In the year 1899, when I received the leadership of the Council from my distinguished predecessor, it contained ten National Councils, the fruit of the labor of eleven years. Five years ago there were fifteen other countries over which Honorary Vice-Presidents had been placed. Of these fifteen countries, nine during the last fie years, have founded National Councils. These are, Switzerland, Italy, France, Argentina, Victoria, South Australia, West Australia, Austria, and Norway. Besides these, two countries, namely, Bulgaria and Hungary, have formed National Councils without having at first had a period of initiatory labor under appointed Vice-President. The other countries which still remain under Honorary Vice-Presidents — in some of which no steps have been taken toward the organization of a Council, and in some of which preliminary steps have been taken — are Finland, Belgium, Russia, Cape Colony, and China. Since 1899 I have named Honorary Vice-Presidents for the following countries: Peru, Chili, Venezuela, Mexico, Egypt, Turkey, Greece, Bohemia, Ceylon, and Poland. It is easy to see that people who come from different nations, speaking different languages, thinking different thoughts, having different ideals, will find it to e a difficult task to associate with one another under “the golden rule”; yet still more difficult, absolutely impossible, is it for a body of such miscellaneous membership to have any continuity of being under the domination of any other than “the golden rule.” The more difficult the task, the more important is its fulfilment. Of what world-wide and time-long importance is the task which we have undertaken, one can at this date hardly yet understand.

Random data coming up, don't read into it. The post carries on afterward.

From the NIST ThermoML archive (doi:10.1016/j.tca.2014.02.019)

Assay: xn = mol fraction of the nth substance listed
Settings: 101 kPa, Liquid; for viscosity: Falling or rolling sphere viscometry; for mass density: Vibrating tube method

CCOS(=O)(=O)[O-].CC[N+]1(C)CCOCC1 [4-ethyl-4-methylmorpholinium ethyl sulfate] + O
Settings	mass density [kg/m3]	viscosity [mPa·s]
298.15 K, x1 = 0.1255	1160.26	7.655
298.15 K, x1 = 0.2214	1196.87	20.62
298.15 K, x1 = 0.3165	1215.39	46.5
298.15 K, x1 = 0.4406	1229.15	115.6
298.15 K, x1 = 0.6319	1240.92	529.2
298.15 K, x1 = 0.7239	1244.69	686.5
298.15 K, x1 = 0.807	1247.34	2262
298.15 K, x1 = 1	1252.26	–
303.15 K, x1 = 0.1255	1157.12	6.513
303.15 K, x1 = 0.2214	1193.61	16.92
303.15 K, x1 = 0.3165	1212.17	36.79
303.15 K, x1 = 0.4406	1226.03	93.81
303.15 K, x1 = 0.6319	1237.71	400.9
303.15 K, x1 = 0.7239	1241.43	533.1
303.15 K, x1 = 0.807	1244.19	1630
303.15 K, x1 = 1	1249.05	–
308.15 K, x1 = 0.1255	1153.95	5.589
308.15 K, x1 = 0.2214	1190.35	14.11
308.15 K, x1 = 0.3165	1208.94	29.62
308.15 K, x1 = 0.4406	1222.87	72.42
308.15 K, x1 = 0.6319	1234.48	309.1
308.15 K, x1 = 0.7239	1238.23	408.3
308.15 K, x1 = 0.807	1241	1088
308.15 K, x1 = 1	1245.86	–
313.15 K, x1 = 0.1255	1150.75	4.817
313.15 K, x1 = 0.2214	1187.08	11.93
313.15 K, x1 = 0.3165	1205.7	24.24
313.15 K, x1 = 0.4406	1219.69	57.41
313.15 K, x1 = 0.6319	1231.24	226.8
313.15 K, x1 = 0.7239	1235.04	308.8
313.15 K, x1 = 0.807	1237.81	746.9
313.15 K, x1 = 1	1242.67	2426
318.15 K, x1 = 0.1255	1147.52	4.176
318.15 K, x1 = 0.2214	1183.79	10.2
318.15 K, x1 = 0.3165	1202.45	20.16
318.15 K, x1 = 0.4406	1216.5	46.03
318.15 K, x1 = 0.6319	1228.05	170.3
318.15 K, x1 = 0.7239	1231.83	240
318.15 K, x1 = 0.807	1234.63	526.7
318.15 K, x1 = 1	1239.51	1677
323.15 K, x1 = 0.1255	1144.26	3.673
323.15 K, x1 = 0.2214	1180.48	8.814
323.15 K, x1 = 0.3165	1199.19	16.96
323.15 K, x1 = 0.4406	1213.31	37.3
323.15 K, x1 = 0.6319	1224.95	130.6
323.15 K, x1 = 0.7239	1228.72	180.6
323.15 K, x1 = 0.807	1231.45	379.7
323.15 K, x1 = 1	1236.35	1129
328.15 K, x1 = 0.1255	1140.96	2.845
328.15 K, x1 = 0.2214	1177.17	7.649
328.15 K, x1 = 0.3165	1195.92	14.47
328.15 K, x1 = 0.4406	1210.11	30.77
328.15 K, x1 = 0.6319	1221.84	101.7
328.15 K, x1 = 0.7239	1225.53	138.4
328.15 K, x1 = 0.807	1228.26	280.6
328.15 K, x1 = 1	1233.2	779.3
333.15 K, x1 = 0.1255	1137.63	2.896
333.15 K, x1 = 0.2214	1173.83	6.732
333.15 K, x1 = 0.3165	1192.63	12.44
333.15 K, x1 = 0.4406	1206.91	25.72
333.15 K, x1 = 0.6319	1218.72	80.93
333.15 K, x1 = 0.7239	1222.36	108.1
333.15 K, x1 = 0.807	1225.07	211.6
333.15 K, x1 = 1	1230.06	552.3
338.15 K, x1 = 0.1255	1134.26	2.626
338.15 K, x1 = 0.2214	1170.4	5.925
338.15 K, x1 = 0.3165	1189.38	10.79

Yet before I speak of the labor which lies before us, it is perhaps well that I should say a few words about the foundation of our Council. To apply “the global rule” to society, to custom, and to law — this is the aim of our labor, and I hope that you will pardon me if I remind you that the first application of “the golden rule,” which we find ourselves obliged to make, as during the net few days we together review the labor which lies behind us and consider propositions for the new work with which we shall be occupied during the next five years, is to practice “the golden rule in our judgment of one [an]other, in our bearing toward one another, in our inmost thoughts and feelings concerning one another. It is very necessary that every one shall endeavor to listen to the propositions which are submitted by others,  if she herself belonged to the country of the speaker; to hold the mind open, to give sympathy freely, and to keep the heart warm, to bring the whole soul and being into a welcoming attitude toward new thought. This is the exercise of “the golden rule” which from this moment will be demanded of us.